Do Your Thoughts Spark Joy?

step into the fire of self discoveryIt’s April! If you’re anything like me, you’re feeling the need to do a little spring cleaning. This is the time of year when I actually love to go through my home, my office, and even my car, and clean out all the dirt and debris that have somehow collected over the winter. Stacks of paper, junk the kids have collected, and the kids toy room – I love going through it and getting rid of things and am always astonished about how much trash and broken items that I find. Then there’s my closet. For some reason, most of the year I’m loath to throw anything out, even that sweater that’s missing three buttons and has two raggedy holes in the back. That sweater just seems too familiar, too much a part of me, to throw away. But once I put my clothes to a simple test – is it a) something I wear? And if not, b) does it make me feel good to have it? – I find that letting go of old clothes becomes much easier. Once I look long and hard at whether an item is actually still serving me it becomes much easier to know whether to keep it or get rid of it.

The same can be said for our thoughts. If spring is an opportunity for us to tidy up our living space, then it is also an opportunity for us to let go of thoughts that no longer serve us. In her best-selling book, The Life-Changing Magic of Tidying Up, Marie Kondo recommends looking at every item in your home and asking yourself “does it spark joy?” If it doesn’t, then we are to thank it for its service and get rid of it. I would like us to do the same with our thoughts. Our thoughts are powerful, more powerful than anything we can buy or acquire for our home or our wardrobe. It’s vital that we look at them from time to time and decide to let go of the ones that no longer serve us.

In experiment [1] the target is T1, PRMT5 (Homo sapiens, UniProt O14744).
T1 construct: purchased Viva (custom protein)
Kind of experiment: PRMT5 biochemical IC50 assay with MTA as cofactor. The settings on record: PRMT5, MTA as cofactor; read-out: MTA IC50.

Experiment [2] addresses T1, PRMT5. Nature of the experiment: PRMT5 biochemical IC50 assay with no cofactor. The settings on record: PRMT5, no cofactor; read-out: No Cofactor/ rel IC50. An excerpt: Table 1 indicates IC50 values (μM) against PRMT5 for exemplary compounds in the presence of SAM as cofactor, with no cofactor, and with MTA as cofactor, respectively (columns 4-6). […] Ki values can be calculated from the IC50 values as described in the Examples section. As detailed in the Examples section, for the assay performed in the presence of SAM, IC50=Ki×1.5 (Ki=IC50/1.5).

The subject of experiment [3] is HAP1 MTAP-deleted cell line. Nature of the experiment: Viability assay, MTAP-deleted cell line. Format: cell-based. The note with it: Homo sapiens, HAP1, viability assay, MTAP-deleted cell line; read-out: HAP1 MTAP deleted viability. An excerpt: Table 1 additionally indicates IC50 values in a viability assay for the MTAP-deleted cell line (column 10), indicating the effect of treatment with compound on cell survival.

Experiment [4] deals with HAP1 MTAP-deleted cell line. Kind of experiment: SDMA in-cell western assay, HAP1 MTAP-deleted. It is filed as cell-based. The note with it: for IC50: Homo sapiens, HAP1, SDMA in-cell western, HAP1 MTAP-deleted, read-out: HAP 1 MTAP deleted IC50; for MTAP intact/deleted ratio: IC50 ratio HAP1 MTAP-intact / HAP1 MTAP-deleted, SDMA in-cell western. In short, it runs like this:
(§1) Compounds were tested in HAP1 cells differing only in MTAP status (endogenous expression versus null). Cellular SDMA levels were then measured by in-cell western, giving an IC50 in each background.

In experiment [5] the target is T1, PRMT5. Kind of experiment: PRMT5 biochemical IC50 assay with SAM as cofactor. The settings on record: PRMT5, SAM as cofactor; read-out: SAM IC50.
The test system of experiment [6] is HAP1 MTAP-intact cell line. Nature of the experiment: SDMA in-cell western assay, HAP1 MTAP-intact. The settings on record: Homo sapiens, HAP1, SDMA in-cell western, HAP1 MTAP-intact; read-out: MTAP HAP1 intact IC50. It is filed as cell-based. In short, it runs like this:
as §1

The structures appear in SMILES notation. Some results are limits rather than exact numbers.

So many of us have developed a habit of negative thinking. It is so ingrained in us most of us do not even notice it. Negative thoughts can form a loop, so that we can spend an entire day jumping from one negative thought to another without even noticing it. Because our brains are wired to look for problems and prepare for them, negative thinking feels natural to us. In fact, negative thinking begets more negative thinking. Like piles of clutter in our homes, it’s not something that will just go away on its own. We need to take an active role in examining our thoughts, seeing which ones are making our lives richer and more productive, and which ones are keeping us stuck.

One difference between the Marie Kondo method and what I’m asking you to do is this: for each negative thought that you identify, I would like you to replace it with one that actually serves you. The trick here is not to empty your life of thoughts, as you might extra clothes or shoes, but to replace the negative thoughts with ones that build you up, make you feel good, and inspire you to be your best self.

For each thought or story that you identify as negative, or, at the very least, unproductive, ask yourself the following:

  1. Does this thought make me feel good? Does it “spark joy”?
  2. Does having this thought help me? And if it does, how? Does it help me to stay stuck? Or does it help me to have a richer, fuller life?
  3. What does hanging on to this thought actually give me? Even negative thoughts give us something, oftentimes it’s some kind of protection.
  4. If this thought isn’t serving me, how can I let go of it and replace it with a thought that is positive? Enriching? And actually truer and more representative of reality?

As practice, try this exercise from another best-selling book, Julia Cameron’s The Artist’s Way. Write down ten negative thoughts (or “blurts.”). Carefully rewrite them into positive affirmations. So, “Nothing ever works out for me” becomes something like “My creative efforts come to good,” or “The Universe has a divine plan of goodness for me.” Do this for as many negative thoughts as you can find. After a while, you will begin to replenish your negative thoughts with ones that actually serve you.

Just as spring cleaning can finally show us the holes in our wardrobe or our home décor, examining our negative thoughts can lead us to creating new ones that will nurture us through the year. There is a quote from Mooji that I love: “Step into the fire of self-discovery. This fire will not burn you, it will burn what you are not.”

Here’s to making this the month of Self Discovery. De-cluttering begins now. See what I had to say on my Facebook live about decluttering your thoughts. And, if you want to jump start your internal spring cleaning, book a complimentary 30-minute spring cleaning session with me.

Love insights in your inbox? Get them direct from Gretchen’s desk.